Bill Gate’s Nuclear Venture Slowed by Trump’s China Policy
In his yearly “What I learned at work this year” post on his blog, Bill Gates addresses the problems caused to his advanced nuclear reactor company, TerraPower, by President Trump’s trade and technology policies towards China. Bill Gates stated that “We had hoped to build a pilot project in China, but recent policy changes here in the U.S. have made that unlikely.” TerraPower signed a deal in 2015 with China National Nuclear Corp. to develop and build a demonstration reactor to test advance nuclear technology in Cangzhou, China. “But the Energy Department announced new rules in October that, while not banning all nuclear deals with China, require a high degree of assurance that the technology wouldn’t be used for military or other unauthorized purposes,” according to the Wall Street Journal. TerraPower must now find another partner to help fund the advanced reactor. According to Randolph Bell of the Atlantic Council’s Global Energy Center, “The United Arab Emirates, Saudi Arabia and Turkey could be options down the road…But China’s national mission to develop nuclear energy as well as the massive size of its market make it difficult to replace.”
New House Energy Committee Chair Focuses on Global Warming
In a move that could prove positive for the US nuclear energy sector, new Energy and Commerce Committee Chairman Rep. Frank Pallone (D-NJ) announced that under his leadership, his panel’s first hearing will be on the environmental and economic effects of climate change. In a statement, Pallone said that “There is no more pressing issue for our economy, our communities and our planet than climate change, and this is the first of many hearings the Committee will hold on this growing crisis.” This new focus from a Democratic led House of Representatives on climate change could help to promote nuclear energy as a form of reliable, carbon free, base-load power. Nancy Pelosi, the newly re-elected House Speaker has also voiced support for focusing on climate change. On Thursday, after being elected as Speaker for the second time, she stated that “We must also face the existential threat of our time, the climate crisis manifested in natural disasters of epic proportions…The people are ahead of Congress and the Congress must join them.”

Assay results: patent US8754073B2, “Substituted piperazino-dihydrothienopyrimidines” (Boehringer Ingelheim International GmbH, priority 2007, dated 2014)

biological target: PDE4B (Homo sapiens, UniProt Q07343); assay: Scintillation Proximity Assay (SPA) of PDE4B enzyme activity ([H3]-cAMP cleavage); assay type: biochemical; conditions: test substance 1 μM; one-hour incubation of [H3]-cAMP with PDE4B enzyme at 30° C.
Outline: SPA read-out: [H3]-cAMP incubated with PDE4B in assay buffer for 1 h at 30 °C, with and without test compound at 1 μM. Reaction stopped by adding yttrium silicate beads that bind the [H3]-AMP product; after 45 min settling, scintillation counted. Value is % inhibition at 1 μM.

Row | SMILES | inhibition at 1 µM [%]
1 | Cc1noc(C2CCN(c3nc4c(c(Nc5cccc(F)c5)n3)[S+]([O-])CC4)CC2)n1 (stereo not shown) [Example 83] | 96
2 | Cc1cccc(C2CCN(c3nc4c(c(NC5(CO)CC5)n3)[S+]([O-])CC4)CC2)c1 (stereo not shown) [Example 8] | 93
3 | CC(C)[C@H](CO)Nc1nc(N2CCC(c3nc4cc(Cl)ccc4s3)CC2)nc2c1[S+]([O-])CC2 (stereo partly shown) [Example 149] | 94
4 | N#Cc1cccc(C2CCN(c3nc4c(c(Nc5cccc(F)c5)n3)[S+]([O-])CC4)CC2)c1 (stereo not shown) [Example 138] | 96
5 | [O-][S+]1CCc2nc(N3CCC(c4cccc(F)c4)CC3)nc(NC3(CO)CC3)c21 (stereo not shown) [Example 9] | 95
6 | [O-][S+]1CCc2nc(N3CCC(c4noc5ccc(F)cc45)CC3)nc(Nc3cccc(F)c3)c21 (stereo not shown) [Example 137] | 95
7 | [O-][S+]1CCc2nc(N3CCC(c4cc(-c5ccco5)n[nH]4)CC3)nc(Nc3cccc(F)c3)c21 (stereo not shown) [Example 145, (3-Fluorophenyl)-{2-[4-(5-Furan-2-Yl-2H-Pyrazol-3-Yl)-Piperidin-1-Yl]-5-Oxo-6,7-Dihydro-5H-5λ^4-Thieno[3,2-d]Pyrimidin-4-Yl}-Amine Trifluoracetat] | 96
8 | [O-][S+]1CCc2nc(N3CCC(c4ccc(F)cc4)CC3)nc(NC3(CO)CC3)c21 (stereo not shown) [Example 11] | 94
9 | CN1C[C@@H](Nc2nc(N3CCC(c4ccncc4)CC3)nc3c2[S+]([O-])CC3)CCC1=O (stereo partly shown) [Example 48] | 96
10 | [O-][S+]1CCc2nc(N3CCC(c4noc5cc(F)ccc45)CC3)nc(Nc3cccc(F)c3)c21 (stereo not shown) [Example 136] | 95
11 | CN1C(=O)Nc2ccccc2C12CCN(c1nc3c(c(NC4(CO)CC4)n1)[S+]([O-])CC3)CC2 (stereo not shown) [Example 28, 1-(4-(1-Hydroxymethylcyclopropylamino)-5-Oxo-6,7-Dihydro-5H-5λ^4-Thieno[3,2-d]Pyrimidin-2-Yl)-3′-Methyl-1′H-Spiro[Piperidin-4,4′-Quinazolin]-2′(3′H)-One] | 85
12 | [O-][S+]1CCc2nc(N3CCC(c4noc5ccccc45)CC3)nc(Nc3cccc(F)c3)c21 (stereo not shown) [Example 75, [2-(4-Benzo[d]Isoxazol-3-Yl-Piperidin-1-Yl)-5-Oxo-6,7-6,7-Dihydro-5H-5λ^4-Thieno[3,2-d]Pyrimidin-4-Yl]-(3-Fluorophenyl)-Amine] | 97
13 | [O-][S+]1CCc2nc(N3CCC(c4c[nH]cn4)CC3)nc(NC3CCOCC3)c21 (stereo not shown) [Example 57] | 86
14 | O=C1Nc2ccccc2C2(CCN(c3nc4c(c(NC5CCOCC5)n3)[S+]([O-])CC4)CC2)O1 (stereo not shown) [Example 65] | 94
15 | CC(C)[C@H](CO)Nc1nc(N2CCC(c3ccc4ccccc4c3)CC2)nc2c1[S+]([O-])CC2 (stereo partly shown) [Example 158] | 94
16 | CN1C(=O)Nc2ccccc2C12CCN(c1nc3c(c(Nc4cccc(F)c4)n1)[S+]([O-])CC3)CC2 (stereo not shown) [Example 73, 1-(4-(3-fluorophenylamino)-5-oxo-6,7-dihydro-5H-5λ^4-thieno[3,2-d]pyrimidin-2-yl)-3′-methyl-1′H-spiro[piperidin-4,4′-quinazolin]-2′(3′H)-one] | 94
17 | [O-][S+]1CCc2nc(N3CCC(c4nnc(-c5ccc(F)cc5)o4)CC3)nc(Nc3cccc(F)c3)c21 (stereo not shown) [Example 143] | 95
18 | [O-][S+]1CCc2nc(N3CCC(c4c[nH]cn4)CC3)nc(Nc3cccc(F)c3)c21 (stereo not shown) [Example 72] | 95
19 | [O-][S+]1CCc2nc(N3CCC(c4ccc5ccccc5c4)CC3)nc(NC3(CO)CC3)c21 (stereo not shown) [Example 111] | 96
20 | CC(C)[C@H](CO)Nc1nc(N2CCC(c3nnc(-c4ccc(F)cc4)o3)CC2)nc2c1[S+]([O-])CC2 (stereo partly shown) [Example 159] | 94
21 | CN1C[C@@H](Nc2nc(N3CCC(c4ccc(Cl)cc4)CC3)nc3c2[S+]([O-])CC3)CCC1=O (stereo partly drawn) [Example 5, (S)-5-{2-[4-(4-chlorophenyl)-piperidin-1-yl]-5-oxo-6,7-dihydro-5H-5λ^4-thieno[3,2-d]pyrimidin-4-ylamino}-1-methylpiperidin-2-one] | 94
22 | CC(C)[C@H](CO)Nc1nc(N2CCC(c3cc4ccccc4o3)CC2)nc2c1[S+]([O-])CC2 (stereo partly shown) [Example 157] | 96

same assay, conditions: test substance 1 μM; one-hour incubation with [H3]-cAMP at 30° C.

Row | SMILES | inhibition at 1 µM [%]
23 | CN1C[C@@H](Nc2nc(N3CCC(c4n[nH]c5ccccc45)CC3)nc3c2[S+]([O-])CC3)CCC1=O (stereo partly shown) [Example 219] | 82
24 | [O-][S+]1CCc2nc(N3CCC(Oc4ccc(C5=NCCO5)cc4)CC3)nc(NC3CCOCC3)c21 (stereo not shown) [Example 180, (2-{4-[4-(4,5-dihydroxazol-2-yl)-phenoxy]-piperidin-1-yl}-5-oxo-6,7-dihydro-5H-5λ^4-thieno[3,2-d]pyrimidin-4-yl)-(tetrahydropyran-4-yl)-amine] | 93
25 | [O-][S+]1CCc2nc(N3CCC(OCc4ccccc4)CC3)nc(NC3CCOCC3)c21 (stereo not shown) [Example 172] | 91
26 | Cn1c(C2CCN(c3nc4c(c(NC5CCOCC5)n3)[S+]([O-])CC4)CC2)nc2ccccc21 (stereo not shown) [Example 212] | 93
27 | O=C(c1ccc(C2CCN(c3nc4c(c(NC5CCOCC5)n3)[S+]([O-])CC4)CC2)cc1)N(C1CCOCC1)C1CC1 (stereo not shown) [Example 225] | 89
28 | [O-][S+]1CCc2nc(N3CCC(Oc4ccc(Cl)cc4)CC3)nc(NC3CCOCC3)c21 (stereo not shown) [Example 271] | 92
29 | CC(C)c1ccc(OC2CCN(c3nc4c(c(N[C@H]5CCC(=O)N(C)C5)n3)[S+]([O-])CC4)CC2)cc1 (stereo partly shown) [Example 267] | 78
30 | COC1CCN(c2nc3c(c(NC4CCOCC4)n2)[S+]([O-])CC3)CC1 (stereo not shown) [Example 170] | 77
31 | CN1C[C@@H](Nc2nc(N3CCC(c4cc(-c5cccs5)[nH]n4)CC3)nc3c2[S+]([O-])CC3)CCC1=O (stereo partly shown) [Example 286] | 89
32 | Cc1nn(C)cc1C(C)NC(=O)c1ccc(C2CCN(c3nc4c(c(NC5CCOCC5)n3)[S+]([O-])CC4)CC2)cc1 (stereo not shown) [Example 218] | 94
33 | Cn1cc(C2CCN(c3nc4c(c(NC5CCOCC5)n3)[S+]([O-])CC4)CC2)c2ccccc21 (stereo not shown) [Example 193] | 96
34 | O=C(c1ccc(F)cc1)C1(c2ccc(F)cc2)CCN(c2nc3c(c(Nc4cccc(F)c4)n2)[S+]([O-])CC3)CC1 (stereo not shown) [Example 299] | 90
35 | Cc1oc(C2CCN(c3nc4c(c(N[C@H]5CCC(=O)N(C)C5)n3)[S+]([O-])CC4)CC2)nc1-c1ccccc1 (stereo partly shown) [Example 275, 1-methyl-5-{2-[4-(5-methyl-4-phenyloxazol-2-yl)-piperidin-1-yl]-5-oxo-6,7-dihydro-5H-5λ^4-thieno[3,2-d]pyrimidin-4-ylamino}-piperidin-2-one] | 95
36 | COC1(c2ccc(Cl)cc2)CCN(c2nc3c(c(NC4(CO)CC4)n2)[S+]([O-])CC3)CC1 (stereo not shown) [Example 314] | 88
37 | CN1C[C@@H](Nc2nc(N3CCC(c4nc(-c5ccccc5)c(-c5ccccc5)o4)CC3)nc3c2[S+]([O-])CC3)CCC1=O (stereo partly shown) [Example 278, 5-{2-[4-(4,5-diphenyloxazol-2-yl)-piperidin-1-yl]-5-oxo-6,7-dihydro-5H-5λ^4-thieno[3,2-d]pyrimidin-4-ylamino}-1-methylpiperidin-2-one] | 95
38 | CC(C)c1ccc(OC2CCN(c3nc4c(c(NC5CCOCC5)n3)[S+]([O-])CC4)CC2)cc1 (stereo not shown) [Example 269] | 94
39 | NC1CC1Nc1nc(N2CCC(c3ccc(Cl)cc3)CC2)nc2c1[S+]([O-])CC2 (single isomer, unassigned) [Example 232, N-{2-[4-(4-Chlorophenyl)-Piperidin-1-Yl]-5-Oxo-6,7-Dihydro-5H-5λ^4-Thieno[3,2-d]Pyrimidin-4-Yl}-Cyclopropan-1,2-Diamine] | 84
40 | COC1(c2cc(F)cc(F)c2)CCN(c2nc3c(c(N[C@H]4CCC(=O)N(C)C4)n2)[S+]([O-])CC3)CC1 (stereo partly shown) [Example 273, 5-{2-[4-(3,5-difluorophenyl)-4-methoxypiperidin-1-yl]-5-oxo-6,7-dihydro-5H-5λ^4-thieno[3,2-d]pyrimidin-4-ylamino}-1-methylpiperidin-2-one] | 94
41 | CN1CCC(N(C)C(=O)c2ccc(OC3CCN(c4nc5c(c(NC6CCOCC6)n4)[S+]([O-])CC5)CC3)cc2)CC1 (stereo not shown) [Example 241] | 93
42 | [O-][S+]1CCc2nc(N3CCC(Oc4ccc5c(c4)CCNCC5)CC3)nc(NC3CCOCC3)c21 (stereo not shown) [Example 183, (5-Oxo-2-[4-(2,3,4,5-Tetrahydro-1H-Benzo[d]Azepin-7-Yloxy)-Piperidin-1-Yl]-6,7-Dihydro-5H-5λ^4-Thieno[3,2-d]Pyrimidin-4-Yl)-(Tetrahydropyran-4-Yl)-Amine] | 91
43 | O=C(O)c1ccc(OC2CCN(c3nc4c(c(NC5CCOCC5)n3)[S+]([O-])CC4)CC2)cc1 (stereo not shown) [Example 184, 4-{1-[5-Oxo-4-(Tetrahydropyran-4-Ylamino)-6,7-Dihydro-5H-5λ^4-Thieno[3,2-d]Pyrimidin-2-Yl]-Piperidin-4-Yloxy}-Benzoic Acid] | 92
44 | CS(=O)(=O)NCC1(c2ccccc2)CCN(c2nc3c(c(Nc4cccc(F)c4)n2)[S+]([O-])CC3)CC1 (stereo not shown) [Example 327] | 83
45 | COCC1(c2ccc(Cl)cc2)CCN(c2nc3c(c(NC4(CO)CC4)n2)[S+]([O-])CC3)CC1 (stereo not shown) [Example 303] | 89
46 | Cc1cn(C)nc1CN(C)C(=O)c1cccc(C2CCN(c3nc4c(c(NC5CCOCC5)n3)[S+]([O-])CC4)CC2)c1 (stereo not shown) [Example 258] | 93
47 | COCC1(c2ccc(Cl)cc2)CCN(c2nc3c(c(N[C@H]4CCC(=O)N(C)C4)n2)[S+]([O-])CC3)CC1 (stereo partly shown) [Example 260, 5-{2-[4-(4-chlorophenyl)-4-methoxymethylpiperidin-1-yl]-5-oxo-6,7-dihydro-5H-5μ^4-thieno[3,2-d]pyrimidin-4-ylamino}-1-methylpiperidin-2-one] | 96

IAEA Pushes for More Regulatory Competence
At its meeting in Vienna that lasted from December 17-21, The International Atomic Energy Agency (IAEA) says that establishing a national strategy is essential for “the sustainable supply of competent and well-trained regulatory staff who can effectively oversee nuclear safety.” The participants at the meeting noted how few countries have strategies, but noted how more are working on them. More work needs to be done however. Geza Macsuga, IAEA nuclear safety officer and the meeting’s scientific secretary state that the “the meeting helps us at the IAEA understand how we can further support Member States to have well-developed, competent regulatory staff in place at all times.” Having a national strategy would allow regulators to have stronger support for each other across borders and streamline the regulatory system, leading to more efficient reactor approvals and development.
Source: World Nuclear News